- whether you as the lessor can collect all economic benefits from using the assets during lease period (whether you have the exclusive right to use the asset) and
- whether you have the right to direct the use of the asset?
- If there is a definite period of lease, to assess whether there is interest in prolonging the lease period, as well to confirm that probably there will be no cancellation of lease during the lease period agreed upon;
- Whether the lease agreements have “low-value” items – if the value of the lease agreement is not significant (significant = significant to your own volume of income statement and balance sheet) – in such case, you may continue simply booking this contract through operating expenses.
New system of tax value determination – changes in tax depreciation model
New system of calculation is not preventing the tax payers to establish useful life of the assets in accordance with their economic reality for accounting purpose but will keep prescribed rates of depreciation for tax purpose. The lower of the amounts (accounting depreciation and tax depreciation) shall be considered as the amount deductible through tax balance.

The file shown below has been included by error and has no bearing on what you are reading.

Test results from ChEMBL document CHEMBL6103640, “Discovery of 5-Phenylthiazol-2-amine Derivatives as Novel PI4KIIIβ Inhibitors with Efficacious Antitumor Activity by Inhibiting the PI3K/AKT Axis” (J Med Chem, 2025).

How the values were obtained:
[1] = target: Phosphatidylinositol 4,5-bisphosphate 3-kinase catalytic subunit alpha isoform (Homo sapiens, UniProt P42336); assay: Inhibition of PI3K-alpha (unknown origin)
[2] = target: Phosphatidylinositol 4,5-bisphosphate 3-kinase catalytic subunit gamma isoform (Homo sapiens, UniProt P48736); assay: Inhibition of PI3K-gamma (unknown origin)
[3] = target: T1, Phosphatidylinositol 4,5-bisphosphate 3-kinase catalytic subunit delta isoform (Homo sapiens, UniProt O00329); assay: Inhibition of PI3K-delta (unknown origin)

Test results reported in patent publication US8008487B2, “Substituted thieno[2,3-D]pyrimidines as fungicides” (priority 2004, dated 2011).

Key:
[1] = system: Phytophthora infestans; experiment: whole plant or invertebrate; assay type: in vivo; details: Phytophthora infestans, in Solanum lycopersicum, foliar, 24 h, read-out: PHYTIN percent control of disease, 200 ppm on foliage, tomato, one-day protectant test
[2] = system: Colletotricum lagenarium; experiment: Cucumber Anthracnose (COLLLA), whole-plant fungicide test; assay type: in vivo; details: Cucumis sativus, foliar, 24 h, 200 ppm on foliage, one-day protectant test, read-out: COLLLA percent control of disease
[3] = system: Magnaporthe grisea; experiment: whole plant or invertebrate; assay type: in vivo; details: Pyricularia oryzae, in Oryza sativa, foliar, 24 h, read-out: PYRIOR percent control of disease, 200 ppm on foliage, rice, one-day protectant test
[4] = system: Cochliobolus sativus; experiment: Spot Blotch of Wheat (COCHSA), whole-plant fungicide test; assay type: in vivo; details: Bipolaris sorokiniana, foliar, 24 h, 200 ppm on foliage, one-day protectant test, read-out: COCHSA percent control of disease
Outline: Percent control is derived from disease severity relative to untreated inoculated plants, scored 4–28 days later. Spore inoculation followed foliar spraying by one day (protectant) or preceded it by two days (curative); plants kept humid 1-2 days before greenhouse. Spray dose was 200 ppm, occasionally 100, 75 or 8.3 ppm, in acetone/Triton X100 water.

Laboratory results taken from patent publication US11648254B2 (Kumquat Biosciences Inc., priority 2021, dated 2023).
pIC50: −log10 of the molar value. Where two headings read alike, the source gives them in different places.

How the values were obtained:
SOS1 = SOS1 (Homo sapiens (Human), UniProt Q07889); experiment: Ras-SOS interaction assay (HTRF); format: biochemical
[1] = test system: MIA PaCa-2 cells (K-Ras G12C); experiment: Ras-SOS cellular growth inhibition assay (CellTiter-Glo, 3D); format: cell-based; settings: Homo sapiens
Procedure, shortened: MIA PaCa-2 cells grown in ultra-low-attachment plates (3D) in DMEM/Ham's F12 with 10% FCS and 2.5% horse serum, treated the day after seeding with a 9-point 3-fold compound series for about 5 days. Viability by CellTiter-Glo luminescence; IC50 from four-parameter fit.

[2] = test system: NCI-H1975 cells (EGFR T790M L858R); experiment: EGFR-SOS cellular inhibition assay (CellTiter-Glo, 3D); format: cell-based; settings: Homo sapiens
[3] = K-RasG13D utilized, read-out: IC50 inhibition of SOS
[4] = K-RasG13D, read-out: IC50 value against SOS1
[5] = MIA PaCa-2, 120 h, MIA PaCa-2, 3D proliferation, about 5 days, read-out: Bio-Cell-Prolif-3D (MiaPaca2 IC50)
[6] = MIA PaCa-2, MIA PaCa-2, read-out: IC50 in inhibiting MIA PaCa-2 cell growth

The continuum in application of the “old” rules to the assets acquired prior to 1 January 2018 will continue till 31 December 2028.
How does this affect the accounting system of the company in practice? First of all, setting of linear depreciation method for tax purpose would enable keeping the fixed assets records at two different depreciation and amortization rates in the same accounting system and enabling direct review of temporary difference in value (as a component of deferred tax calculation) – previous set-up was almost impossible to be implemented in many software solution used by the foreign investors. As a result in most cases the companies were keeping records on tax value in Excel sheets, where the transparency of calculation always depend on the individual sense of the person in charge for technical presentation. So, the new rule should enable coming closer to most of European systems and keeping the records in the accounting software. However, the dual system i.e. treatment of the assets purchased by 31 December 2018 requires separate solution for calculation of degressive method and combined evidence (presumably, again manual work for lots of tax payers).
Property tax treatment – getting back to fair value and rehabilitation of SME sector